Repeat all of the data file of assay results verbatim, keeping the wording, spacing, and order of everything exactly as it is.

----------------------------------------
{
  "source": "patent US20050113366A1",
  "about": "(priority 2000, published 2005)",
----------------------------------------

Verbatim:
{
  "source": "patent US20050113366A1",
  "about": "(priority 2000, published 2005)",